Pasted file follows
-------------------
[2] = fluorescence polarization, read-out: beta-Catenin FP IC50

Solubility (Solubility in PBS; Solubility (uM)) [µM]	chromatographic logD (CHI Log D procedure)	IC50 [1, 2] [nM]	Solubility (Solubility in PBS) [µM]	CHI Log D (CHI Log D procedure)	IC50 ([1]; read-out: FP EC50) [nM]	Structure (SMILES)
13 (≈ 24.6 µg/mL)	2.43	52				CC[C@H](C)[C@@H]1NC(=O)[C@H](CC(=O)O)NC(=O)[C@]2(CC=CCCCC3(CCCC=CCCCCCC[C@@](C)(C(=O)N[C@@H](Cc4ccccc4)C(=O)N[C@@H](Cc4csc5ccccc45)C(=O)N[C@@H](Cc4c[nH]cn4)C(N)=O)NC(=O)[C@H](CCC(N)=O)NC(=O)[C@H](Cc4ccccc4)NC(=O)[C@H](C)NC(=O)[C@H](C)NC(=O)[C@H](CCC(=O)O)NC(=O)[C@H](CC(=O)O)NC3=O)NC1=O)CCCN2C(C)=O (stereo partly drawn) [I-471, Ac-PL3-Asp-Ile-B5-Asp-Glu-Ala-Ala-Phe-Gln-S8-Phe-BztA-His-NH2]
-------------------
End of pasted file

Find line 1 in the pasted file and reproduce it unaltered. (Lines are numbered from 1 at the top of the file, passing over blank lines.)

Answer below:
[2] = fluorescence polarization, read-out: beta-Catenin FP IC50